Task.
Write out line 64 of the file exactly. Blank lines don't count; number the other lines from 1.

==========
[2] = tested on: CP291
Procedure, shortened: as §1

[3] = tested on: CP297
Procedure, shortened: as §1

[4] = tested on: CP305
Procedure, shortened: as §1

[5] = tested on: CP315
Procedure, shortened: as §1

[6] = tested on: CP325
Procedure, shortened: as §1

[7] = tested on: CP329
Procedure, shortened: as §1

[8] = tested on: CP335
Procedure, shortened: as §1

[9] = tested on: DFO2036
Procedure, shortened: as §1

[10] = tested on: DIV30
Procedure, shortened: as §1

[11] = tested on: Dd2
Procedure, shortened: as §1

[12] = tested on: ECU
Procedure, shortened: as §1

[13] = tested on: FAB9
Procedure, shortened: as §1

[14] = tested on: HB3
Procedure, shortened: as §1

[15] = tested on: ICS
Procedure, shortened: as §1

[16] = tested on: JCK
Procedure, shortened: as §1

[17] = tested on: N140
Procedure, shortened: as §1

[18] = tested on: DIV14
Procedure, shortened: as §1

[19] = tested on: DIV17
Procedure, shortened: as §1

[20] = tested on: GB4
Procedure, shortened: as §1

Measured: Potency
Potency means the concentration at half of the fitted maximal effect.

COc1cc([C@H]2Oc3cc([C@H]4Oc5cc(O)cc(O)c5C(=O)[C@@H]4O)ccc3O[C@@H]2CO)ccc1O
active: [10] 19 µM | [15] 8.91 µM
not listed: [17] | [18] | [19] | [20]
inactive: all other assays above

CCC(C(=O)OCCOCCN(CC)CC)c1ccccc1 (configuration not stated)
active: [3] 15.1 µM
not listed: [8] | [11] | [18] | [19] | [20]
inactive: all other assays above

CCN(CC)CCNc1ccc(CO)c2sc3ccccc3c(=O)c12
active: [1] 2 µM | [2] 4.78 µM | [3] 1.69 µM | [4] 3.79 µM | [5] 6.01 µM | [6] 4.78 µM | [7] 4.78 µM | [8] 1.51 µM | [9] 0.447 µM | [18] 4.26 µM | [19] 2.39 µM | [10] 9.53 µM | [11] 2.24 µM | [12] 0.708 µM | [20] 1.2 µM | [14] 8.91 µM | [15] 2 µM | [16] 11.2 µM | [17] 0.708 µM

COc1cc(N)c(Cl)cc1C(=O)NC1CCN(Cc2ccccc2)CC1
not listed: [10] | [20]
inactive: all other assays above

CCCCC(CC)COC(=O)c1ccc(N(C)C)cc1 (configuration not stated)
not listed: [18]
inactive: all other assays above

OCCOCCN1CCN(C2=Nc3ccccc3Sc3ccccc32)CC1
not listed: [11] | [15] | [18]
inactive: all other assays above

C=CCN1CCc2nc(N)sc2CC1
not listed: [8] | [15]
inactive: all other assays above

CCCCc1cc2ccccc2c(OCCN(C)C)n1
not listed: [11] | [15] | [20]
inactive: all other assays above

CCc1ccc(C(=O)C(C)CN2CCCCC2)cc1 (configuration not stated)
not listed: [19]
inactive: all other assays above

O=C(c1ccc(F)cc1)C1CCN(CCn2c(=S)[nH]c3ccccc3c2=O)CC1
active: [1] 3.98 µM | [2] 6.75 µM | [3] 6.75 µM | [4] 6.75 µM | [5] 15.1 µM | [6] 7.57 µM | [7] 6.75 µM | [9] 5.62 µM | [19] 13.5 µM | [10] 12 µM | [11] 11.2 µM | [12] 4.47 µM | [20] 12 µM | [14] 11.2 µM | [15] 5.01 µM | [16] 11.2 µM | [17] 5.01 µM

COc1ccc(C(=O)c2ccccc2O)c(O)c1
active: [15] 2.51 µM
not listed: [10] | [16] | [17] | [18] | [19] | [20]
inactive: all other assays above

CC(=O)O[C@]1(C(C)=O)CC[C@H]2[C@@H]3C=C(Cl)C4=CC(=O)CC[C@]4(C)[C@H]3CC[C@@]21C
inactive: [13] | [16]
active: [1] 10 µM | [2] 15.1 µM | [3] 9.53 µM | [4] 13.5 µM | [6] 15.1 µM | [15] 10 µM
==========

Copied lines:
not listed: [11] | [15] | [20]